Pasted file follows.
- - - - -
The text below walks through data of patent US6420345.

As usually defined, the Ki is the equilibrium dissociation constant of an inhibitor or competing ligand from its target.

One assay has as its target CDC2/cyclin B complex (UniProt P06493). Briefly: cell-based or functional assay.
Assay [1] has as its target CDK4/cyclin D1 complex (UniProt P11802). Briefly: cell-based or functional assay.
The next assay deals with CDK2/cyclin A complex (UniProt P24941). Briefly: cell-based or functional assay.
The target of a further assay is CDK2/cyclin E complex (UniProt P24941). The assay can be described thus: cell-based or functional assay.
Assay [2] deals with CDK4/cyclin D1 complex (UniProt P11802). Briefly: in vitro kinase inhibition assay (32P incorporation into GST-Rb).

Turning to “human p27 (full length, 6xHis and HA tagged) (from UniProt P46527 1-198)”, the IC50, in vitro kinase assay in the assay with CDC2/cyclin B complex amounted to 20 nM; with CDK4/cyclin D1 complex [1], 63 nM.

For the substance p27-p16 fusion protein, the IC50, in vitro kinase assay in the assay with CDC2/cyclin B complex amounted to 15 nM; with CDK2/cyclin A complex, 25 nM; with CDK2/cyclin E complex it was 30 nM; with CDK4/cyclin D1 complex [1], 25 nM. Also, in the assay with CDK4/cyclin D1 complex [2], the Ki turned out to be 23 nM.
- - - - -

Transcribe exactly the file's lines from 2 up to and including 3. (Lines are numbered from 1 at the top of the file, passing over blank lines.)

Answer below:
As usually defined, the Ki is the equilibrium dissociation constant of an inhibitor or competing ligand from its target.

One assay has as its target CDC2/cyclin B complex (UniProt P06493). Briefly: cell-based or functional assay.